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Taking Chances to Create the Future
"Why do we have art if we cannot learn from the artist how to break the rules?" asked Adam Lerner.
Lerner spent six years writing and researching Gutzon Borglum, the artist responsible for creating Mount Rushmore before becoming director of the Museum of Contemporary Art Denver in 2009. But even after six years, he said he failed to apply one critical lesson from Borglum's life to his own: That finding an original voice often entails doing something that no one else has done before.
"It's the academic nature to observe other people who want to break the rules," said Lerner during a presentation on "Ideas for the Future: Art, Media and Race" at the Aspen Ideas Festival on Thursday. "It's actually the role of all academic institutions."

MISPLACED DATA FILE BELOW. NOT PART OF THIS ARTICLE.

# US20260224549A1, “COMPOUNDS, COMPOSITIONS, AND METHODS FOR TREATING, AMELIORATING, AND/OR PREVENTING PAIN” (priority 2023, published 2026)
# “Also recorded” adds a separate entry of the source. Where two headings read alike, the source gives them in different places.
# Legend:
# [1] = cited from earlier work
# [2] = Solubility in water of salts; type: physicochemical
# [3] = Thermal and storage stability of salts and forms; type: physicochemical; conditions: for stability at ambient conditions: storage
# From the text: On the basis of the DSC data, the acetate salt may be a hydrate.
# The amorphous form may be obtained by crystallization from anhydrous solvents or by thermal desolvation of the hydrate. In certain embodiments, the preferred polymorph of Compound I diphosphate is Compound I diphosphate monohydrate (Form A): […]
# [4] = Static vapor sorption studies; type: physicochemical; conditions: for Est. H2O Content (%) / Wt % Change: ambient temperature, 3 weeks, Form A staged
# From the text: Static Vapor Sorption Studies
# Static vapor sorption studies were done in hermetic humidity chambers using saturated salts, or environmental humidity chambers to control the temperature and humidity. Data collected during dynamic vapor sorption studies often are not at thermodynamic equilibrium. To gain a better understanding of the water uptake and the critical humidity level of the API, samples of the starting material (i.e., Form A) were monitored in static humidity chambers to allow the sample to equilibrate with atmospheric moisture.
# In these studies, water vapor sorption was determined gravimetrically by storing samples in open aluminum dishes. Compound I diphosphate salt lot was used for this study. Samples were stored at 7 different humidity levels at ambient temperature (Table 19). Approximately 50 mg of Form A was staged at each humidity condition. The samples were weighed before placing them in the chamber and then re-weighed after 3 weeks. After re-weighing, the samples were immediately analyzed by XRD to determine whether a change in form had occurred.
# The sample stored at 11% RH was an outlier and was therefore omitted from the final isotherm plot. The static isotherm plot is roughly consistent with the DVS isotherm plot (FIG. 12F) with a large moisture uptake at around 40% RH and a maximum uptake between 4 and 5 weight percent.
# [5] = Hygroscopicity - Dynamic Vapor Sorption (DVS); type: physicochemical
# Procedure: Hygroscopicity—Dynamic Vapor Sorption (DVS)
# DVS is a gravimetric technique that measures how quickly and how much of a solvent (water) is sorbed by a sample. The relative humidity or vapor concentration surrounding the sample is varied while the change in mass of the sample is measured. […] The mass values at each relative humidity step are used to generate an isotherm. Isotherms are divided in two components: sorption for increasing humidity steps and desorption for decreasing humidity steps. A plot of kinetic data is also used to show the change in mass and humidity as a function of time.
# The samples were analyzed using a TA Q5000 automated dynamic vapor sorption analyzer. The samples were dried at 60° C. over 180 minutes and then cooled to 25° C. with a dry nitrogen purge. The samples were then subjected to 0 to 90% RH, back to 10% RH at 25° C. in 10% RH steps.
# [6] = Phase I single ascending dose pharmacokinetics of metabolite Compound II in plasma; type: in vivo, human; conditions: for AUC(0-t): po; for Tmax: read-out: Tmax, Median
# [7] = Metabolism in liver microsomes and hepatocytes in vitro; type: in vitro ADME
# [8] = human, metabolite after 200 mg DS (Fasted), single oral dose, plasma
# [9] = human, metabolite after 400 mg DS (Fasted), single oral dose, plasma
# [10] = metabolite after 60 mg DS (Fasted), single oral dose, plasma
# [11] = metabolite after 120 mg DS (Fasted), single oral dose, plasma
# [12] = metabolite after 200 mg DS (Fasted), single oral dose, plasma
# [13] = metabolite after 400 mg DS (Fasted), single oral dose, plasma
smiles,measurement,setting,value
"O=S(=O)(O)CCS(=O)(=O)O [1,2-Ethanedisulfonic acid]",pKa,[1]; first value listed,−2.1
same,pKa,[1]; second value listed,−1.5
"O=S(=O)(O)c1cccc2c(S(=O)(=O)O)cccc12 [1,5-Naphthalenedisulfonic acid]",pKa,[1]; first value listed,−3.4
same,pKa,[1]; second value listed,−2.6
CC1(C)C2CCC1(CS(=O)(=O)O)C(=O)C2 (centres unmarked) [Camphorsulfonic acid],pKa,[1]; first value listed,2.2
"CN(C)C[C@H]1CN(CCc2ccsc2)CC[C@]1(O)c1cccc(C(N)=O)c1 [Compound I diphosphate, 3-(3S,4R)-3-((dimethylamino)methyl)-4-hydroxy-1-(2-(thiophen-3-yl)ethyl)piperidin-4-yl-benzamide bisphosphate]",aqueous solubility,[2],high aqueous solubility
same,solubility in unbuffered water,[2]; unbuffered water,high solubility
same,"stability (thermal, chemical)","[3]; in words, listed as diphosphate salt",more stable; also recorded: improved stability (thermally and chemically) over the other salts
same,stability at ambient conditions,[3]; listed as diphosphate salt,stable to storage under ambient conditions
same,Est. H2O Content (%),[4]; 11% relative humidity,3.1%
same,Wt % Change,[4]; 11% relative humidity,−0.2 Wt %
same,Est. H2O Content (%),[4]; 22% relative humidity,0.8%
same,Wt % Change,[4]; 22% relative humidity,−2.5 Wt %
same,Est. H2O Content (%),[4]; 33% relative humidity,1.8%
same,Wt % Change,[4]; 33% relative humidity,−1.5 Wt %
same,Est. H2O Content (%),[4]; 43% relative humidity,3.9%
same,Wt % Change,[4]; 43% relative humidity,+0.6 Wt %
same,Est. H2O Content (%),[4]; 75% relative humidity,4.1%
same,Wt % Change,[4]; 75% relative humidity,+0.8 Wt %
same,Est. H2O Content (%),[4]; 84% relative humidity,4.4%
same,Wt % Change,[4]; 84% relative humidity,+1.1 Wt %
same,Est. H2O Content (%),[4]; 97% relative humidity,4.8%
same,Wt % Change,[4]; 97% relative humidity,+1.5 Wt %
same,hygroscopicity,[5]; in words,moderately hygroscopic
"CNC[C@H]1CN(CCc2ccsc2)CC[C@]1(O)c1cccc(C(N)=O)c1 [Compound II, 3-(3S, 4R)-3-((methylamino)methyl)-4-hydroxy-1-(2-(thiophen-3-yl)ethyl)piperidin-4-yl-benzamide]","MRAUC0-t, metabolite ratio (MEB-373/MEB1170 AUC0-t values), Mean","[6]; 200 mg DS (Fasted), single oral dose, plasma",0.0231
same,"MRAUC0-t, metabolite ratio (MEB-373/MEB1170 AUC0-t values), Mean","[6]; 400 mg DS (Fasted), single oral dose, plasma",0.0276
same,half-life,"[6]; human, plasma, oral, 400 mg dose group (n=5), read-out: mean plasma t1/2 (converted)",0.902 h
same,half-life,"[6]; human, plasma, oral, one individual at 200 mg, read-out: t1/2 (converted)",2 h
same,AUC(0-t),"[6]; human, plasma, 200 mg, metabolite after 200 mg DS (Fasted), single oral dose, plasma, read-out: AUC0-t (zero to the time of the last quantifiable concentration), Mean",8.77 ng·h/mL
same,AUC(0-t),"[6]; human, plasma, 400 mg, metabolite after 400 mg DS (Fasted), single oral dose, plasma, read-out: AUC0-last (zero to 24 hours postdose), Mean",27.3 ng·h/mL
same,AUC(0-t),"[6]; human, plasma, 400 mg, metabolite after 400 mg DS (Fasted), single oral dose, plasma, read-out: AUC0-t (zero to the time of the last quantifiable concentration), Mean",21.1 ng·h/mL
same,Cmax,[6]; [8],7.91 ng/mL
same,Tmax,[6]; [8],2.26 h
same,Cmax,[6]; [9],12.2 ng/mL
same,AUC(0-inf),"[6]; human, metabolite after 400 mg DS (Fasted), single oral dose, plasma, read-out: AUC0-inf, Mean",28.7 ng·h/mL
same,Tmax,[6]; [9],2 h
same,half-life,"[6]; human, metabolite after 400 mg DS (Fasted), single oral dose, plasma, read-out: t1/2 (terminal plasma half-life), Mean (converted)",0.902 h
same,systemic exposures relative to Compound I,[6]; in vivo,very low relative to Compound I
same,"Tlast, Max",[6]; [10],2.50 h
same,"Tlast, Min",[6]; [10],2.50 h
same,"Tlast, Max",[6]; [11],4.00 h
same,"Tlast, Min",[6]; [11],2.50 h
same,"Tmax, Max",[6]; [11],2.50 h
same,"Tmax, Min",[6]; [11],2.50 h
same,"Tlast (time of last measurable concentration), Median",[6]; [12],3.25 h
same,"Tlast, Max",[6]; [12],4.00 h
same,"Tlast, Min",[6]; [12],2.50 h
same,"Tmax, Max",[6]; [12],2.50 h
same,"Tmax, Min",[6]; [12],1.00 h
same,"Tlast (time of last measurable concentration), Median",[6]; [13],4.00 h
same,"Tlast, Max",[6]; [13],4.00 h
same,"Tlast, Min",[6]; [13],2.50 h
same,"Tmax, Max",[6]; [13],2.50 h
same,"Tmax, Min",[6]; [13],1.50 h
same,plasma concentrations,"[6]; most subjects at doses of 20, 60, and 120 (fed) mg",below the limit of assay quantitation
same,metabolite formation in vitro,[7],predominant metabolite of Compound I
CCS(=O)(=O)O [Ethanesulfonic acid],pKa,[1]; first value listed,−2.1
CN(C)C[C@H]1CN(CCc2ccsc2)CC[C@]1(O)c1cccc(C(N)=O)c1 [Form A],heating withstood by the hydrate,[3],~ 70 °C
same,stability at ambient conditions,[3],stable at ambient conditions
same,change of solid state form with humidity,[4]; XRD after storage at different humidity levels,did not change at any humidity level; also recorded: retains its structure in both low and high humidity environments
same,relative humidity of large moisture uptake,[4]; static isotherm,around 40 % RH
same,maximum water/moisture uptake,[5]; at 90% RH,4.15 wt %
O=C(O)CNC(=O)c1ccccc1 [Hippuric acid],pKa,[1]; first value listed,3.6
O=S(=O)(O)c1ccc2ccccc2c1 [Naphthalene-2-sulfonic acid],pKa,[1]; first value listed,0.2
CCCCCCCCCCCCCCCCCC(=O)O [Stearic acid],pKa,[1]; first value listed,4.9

Even museums or concert halls have an implicit message: That the artist has made a sacrifice for art so that the visitor doesn't have to, according to Lerner. But he believes that institutions have to break out of traditional conventions to create original voices and perspectives, becoming co-producers with artists in the creative process. "The artist's sacrifice should be inspiration to us to take chances," he said.
This theme, of taking chances to create the future while breaking down traditional boundaries between institutions and the public, was extrapolated on by Thursday's other panelists including journalist Amanda Michel.
Michel, a former director of "distributed reporting" with ProPublica and current editor with the Guardian, spoke of her efforts to work with citizens to produce good journalism by making them participants and guides in the most important stories of the day. News organizations used to be gatekeepers of information, but today that relationship is dramatically changed. Readers are sometimes informing stories from conception to execution.
"I'm interested in ways that readers and citizens can hold those in power accountable," said Michel. With ProPublica's projects like Stimulus Projects Spot Check, Michel said that, "bringing readers into the process was one of the more efficient and transformative ways of doing journalism."